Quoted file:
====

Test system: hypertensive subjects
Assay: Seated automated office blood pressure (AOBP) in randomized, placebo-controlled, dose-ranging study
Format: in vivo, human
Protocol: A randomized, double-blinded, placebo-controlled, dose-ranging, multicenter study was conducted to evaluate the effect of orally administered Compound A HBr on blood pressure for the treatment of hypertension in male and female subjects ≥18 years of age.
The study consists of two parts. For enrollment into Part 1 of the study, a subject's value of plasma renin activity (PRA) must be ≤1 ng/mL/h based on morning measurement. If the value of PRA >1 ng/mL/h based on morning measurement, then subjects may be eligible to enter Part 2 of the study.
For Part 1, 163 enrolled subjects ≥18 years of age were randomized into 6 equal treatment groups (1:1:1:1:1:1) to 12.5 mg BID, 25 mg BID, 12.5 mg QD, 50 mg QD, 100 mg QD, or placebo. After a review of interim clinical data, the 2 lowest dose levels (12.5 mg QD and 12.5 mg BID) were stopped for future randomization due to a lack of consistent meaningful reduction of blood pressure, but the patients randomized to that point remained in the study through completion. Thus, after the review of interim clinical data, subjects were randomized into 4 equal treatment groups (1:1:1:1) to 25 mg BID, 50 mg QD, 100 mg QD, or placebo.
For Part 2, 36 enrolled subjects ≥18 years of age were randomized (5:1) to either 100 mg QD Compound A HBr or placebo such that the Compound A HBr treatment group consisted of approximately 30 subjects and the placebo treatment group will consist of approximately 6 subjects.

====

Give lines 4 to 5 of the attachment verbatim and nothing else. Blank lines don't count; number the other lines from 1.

Protocol: A randomized, double-blinded, placebo-controlled, dose-ranging, multicenter study was conducted to evaluate the effect of orally administered Compound A HBr on blood pressure for the treatment of hypertension in male and female subjects ≥18 years of age.
The study consists of two parts. For enrollment into Part 1 of the study, a subject's value of plasma renin activity (PRA) must be ≤1 ng/mL/h based on morning measurement. If the value of PRA >1 ng/mL/h based on morning measurement, then subjects may be eligible to enter Part 2 of the study.